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God's rules for the invasion of the land by Joshua and the army
The book of Joshua begins with the charge to Joshua, following the death of Moses, and God announces (Chapter 1 verse 2): "Moses my servant is dead." The finality of this statement to Joshua seems a prelude to His assurance (v51) to His new leader Joshua as he gives him instruction for the crossing of the Jordan: _________________________________________
5 "No man will be able to stand before you all the days of your life. Just as I have been with Moses, I will be with you; I will not fail you or forsake you.
The criteria for success are contained in verses 7 and 81:
7 "Only be strong and very courageous; be careful to do according to all the law which Moses My servant commanded you; do not turn from it to the right or to the left, so that you may have success wherever you go. 8 "This book of the law shall not depart from your mouth, but you shall meditate on it day and night, so that you may be careful to do according to all that is written in it; for then you will make your way prosperous, and then you will have success.
Since they were on the east side of the Jordan River, preparing to invade the Cis-Jordan, Joshua spoke to Reuben and Gad and the half-tribe of Manasseh reminding them of the previous agreement they had made regarding the use of their fighting forces to assist the remaining nine and one-half tribes in conquering the land. He said in verses 12-161:
12 And to the Reubenites and to the Gadites and to the half-tribe of Manasseh, Joshua said, 13 "Remember the word which Moses the servant of the LORD commanded you, saying, 'The LORD your God gives you rest, and will give you this land.' 14 "Your wives, your little ones, and your cattle shall remain in the land which Moses gave you beyond the Jordan, but you shall cross before your brothers in battle array, all your valiant warriors, and shall help them, 15 until the LORD gives your brothers rest, as He gives you, and they also possess the land which the LORD your God is giving them. Then you shall return to your own land, and possess that which Moses the servant of the LORD gave you beyond the Jordan toward the sunrise." 16 And they answered Joshua, saying, "All that you have commanded us we will do, and wherever you send us we will go. 17 "Just as we obeyed Moses in all things, so we will obey you; only may the LORD your God be with you, as He was with Moses.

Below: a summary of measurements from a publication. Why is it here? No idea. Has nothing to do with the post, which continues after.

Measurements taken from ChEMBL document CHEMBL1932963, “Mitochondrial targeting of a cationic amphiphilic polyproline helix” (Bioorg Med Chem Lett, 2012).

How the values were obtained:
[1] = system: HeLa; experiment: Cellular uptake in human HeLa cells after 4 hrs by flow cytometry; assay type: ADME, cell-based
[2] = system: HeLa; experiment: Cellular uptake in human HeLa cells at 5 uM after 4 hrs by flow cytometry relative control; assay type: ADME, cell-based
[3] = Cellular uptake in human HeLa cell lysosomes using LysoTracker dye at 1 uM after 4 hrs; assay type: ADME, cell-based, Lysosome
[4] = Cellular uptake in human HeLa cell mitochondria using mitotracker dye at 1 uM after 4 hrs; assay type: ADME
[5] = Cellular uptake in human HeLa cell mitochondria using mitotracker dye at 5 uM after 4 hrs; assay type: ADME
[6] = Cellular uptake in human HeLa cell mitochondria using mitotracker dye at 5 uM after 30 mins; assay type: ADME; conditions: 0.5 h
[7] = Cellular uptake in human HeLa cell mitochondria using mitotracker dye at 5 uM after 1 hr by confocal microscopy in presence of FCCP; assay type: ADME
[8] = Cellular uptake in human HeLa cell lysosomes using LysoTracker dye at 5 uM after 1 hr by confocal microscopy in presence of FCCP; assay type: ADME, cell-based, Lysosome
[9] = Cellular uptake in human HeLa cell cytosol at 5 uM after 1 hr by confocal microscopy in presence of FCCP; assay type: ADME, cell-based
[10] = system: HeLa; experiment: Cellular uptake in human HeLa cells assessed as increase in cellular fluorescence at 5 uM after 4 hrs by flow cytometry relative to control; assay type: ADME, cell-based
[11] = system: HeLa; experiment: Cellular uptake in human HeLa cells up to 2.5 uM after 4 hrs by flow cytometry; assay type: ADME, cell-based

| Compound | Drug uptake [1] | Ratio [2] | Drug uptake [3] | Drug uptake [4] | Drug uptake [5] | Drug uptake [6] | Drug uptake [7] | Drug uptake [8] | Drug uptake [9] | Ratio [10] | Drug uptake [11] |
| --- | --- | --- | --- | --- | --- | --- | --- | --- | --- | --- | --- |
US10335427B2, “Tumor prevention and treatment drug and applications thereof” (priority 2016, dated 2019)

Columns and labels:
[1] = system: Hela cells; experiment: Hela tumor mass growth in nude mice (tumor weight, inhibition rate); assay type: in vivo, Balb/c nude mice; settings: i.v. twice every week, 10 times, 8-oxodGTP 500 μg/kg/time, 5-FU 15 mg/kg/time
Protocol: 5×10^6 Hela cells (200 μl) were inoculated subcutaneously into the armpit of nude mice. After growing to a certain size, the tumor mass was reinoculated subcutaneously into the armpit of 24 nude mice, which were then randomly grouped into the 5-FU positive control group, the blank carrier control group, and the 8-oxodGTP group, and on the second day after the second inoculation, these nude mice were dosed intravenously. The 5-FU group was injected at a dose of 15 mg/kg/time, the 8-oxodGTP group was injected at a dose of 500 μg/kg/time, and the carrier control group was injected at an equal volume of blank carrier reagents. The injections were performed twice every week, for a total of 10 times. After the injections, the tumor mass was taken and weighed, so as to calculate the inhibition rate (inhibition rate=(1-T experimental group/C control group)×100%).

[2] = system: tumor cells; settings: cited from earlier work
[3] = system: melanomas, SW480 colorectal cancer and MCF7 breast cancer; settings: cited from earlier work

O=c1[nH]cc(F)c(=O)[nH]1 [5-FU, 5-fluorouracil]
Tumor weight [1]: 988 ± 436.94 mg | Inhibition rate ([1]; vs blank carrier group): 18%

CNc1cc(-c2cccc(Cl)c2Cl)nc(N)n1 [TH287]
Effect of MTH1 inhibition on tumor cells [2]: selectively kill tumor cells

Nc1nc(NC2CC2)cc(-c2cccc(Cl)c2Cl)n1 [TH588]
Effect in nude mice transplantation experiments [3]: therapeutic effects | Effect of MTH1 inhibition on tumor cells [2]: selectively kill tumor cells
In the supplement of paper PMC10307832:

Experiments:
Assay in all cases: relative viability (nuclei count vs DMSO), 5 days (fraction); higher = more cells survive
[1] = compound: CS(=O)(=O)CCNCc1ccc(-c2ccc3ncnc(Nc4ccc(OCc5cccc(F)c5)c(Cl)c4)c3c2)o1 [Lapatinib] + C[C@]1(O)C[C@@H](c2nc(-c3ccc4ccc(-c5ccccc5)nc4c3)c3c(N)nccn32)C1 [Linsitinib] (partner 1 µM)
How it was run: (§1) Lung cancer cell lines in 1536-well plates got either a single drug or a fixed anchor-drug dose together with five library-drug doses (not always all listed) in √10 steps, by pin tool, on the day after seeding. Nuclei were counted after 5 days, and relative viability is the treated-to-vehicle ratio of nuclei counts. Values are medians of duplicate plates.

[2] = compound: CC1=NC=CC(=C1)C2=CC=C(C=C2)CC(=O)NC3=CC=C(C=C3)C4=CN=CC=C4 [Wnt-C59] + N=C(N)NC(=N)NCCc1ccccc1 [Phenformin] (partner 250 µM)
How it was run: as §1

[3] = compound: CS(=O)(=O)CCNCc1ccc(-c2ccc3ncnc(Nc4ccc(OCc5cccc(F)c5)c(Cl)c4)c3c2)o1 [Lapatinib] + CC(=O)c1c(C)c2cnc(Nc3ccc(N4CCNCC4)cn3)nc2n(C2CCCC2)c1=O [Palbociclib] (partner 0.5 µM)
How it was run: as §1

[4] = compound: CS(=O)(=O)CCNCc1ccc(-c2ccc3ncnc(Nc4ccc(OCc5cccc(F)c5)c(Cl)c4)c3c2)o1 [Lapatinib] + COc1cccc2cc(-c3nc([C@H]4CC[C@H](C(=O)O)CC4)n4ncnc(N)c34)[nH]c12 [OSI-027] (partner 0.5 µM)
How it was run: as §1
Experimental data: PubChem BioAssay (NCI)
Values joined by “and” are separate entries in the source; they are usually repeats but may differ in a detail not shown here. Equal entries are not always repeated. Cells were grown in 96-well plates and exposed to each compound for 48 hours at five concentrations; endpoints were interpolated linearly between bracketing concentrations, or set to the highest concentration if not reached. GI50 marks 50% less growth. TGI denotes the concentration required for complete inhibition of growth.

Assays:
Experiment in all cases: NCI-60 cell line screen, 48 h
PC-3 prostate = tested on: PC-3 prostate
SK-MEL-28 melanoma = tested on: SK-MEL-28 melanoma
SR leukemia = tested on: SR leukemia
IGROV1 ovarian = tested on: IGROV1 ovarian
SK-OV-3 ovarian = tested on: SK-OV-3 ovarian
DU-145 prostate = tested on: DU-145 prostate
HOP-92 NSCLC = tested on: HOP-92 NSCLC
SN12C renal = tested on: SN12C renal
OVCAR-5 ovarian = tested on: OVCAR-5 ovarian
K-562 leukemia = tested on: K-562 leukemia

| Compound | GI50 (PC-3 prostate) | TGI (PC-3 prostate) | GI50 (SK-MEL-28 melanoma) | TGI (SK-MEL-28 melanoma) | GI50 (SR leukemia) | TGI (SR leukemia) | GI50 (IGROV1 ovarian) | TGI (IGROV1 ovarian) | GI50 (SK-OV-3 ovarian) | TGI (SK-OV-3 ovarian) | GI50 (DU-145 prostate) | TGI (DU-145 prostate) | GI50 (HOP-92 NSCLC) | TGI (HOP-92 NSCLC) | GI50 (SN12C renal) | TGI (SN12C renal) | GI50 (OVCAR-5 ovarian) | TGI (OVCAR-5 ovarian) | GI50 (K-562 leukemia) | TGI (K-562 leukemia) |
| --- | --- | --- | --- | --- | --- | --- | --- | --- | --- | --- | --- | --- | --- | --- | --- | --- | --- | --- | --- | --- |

This final statement in verse 17 reminds us again of the ability of men to promise anything, even to God, when in reality we will quickly forget our promises and responsibilities before the sun has even set. Genesis 6:51 reminds us that "the LORD saw that the wickedness of man was great on the earth, and that every intent of the thoughts of his heart was only evil continually." We have learnt that the real history of the people of the Exodus was known and personally experienced by Joshua who had seen how they continually grumbled and rebelled, falling into apostasy just as their forefathers had done!
1. New American Standard Bible, The Lockman Foundation, 1977
2. K.A. Kitchen, Ancient Orient and Old Testament, (Downers Grove: InterVarsity Press, 1978), pp. 117, 125-129.
3. Gleason Archer, A Survey of Old Testament Introduction, (Chicago: Moody Press, 1974), Revised ed. pp. 167-168.
4. Nelson Glueck, Rivers in the Desert, (Philadelphia: Jewish Publication Society of America, 1969), p. 31.
5. Leah Bronner, Biblical Personalities And Archaeology, (Jerusalem: Keter Publishing House, 1974), p. 10.
6. "The Freethinker," Secular Humanist Monthly, founded by G.W. Foote in 1881; editor Peter Brearey; printed Hattersley and Son;
7. G. von Rad, Studies in Deuteronomy (London: SCM Ltd., 1948).
8. Umberto Cassuto, The Documentary Hypothesis, lst English Edition; Jerusalem Magnes Press, 1961.
9. Robert Dick Wilson, "Is the Higher Criticism Scholarly?" Reprinted in Which Bible? David Otis Fuller (Ed.). 5th Edition, p. 49-85. Grand Rapids International Publishers, 1975.
10. Clarke's Commentary on the Old Testament , Volume 1, Genesis through Deuteronomy, by Adam Clarke; p.7
11. Charles F. Pfeiffer, The Dead Sea Scrolls and the Bible, Baker Book House, 1967; p. 107-114
12. "Flavius Josephus Against Apion," in Josephus, Complete Works, translated by William Whiston, Grand Rapids, Kregel Pub., 1960, p. 179-180.